Vietnamese American filmmaking must be seen in the context of a community's diasporic formations. As such, it maps out a politics of representation that encapsulates the issues of community and history that invariably striate the ways in which Vietnamese American films and videos have been produced, distributed, received, and archived. This article focuses on the role of the Viet Film Fest, in Orange Country, California, as a major site for the archiving of South Vietnamese and Vietnamese American cinematic memory. In examining how this vital archive is shaped by both transnational politics and local practices of commemoration, Duong proposes its status as an archive of memory for a refugee community that wants to rectify how its members have been represented by U.S. and Vietnamese national cultures in film, both in the past and in the present moment.
Archives of Memory: Vietnamese American Films, Past and Present
Lan Duong is associate professor in Cinema & Media Studies at the University of Southern California. She is the author of Treacherous Subjects: Gender, Culture, and Trans-Vietnamese Feminism (Temple University Press, 2012) and has published work in Signs, MELUS, Journal of Southeast Asian Studies, Journal of Asian American Studies, Inter-Asia Cultural Studies, Amerasia, Asian Cinema, Discourse, Velvet Light Trap, and numerous anthologies, including the award-winning Southeast Asian Women in the Diaspora: Troubling Borders in Literature and Art (University of Washington Press, 2013). She is a founding member of the Critical Refugee Studies Collective and is co-editor for the series, Critical Refugee Studies, at the University of California Press.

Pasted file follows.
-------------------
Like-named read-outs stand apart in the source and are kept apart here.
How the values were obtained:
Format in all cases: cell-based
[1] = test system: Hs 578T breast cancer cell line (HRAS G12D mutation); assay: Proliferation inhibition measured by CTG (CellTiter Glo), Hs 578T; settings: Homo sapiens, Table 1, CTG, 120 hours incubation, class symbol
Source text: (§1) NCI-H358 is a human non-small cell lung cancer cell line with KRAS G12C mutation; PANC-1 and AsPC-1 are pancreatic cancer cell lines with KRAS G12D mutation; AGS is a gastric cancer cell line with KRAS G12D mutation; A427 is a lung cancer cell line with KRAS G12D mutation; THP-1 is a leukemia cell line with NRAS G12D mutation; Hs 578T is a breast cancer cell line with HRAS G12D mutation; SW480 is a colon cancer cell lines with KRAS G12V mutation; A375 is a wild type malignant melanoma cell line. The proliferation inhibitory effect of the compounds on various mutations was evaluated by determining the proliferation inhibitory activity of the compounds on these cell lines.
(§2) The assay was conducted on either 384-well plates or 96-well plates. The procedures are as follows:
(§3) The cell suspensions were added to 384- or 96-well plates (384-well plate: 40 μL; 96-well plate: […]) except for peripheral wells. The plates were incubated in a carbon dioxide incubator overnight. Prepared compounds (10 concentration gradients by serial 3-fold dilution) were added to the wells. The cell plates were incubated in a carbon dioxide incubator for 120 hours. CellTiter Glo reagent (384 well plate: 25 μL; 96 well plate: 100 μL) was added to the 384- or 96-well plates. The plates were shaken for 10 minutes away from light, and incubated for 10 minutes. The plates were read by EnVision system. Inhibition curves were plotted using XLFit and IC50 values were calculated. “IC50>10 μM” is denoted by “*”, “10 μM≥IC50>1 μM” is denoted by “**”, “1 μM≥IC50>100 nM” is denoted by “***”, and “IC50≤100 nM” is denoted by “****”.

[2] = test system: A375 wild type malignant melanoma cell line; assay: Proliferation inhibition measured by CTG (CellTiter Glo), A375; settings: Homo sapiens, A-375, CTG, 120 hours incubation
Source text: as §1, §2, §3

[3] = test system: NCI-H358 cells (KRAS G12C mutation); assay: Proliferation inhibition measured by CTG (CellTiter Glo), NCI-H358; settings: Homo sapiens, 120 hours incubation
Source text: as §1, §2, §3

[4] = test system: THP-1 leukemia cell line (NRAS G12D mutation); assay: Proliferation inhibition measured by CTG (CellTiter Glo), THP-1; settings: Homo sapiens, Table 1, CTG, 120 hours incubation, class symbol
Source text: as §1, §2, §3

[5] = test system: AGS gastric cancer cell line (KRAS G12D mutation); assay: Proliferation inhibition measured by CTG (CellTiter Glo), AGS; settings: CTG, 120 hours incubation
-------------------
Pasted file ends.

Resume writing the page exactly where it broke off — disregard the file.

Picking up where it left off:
Lan Duong; Archives of Memory: Vietnamese American Films, Past and Present. Film Quarterly 1 March 2020; 73 (3): 54–58. doi: https://doi.org/10.1525/fq.2020.73.3.54
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